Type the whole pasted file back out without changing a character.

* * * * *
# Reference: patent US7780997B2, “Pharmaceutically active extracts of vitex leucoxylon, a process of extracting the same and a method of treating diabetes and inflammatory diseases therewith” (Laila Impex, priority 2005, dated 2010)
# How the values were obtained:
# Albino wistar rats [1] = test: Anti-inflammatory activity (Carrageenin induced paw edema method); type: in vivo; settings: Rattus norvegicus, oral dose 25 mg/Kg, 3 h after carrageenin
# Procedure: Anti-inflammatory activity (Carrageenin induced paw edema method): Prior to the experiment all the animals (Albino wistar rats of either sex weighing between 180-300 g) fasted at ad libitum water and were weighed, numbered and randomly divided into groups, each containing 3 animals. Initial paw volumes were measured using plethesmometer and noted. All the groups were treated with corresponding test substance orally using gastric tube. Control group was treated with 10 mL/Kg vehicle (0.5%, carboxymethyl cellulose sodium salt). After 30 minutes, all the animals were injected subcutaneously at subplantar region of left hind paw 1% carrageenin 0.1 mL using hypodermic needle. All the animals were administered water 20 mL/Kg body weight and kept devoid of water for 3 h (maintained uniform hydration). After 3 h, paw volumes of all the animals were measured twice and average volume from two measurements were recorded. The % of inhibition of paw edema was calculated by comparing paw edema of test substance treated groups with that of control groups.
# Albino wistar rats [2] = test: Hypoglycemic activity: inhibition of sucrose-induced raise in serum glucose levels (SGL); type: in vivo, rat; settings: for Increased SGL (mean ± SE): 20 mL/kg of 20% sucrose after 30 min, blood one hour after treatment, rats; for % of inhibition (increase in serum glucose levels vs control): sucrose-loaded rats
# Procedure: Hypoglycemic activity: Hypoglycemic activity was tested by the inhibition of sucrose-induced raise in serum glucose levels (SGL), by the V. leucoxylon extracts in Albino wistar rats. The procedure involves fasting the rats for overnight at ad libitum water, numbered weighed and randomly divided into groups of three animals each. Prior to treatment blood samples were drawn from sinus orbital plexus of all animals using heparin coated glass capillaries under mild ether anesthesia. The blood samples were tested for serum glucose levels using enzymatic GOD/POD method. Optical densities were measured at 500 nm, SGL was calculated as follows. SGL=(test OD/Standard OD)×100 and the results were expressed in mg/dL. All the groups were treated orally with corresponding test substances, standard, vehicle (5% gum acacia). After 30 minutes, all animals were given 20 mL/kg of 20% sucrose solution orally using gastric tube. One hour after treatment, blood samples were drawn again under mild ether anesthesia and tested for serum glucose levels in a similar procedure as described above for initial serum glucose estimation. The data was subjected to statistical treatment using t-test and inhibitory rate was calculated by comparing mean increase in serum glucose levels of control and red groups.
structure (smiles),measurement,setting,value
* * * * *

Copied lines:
# Reference: patent US7780997B2, “Pharmaceutically active extracts of vitex leucoxylon, a process of extracting the same and a method of treating diabetes and inflammatory diseases therewith” (Laila Impex, priority 2005, dated 2010)
# How the values were obtained:
# Albino wistar rats [1] = test: Anti-inflammatory activity (Carrageenin induced paw edema method); type: in vivo; settings: Rattus norvegicus, oral dose 25 mg/Kg, 3 h after carrageenin
# Procedure: Anti-inflammatory activity (Carrageenin induced paw edema method): Prior to the experiment all the animals (Albino wistar rats of either sex weighing between 180-300 g) fasted at ad libitum water and were weighed, numbered and randomly divided into groups, each containing 3 animals. Initial paw volumes were measured using plethesmometer and noted. All the groups were treated with corresponding test substance orally using gastric tube. Control group was treated with 10 mL/Kg vehicle (0.5%, carboxymethyl cellulose sodium salt). After 30 minutes, all the animals were injected subcutaneously at subplantar region of left hind paw 1% carrageenin 0.1 mL using hypodermic needle. All the animals were administered water 20 mL/Kg body weight and kept devoid of water for 3 h (maintained uniform hydration). After 3 h, paw volumes of all the animals were measured twice and average volume from two measurements were recorded. The % of inhibition of paw edema was calculated by comparing paw edema of test substance treated groups with that of control groups.
# Albino wistar rats [2] = test: Hypoglycemic activity: inhibition of sucrose-induced raise in serum glucose levels (SGL); type: in vivo, rat; settings: for Increased SGL (mean ± SE): 20 mL/kg of 20% sucrose after 30 min, blood one hour after treatment, rats; for % of inhibition (increase in serum glucose levels vs control): sucrose-loaded rats
# Procedure: Hypoglycemic activity: Hypoglycemic activity was tested by the inhibition of sucrose-induced raise in serum glucose levels (SGL), by the V. leucoxylon extracts in Albino wistar rats. The procedure involves fasting the rats for overnight at ad libitum water, numbered weighed and randomly divided into groups of three animals each. Prior to treatment blood samples were drawn from sinus orbital plexus of all animals using heparin coated glass capillaries under mild ether anesthesia. The blood samples were tested for serum glucose levels using enzymatic GOD/POD method. Optical densities were measured at 500 nm, SGL was calculated as follows. SGL=(test OD/Standard OD)×100 and the results were expressed in mg/dL. All the groups were treated orally with corresponding test substances, standard, vehicle (5% gum acacia). After 30 minutes, all animals were given 20 mL/kg of 20% sucrose solution orally using gastric tube. One hour after treatment, blood samples were drawn again under mild ether anesthesia and tested for serum glucose levels in a similar procedure as described above for initial serum glucose estimation. The data was subjected to statistical treatment using t-test and inhibitory rate was calculated by comparing mean increase in serum glucose levels of control and red groups.
structure (smiles),measurement,setting,value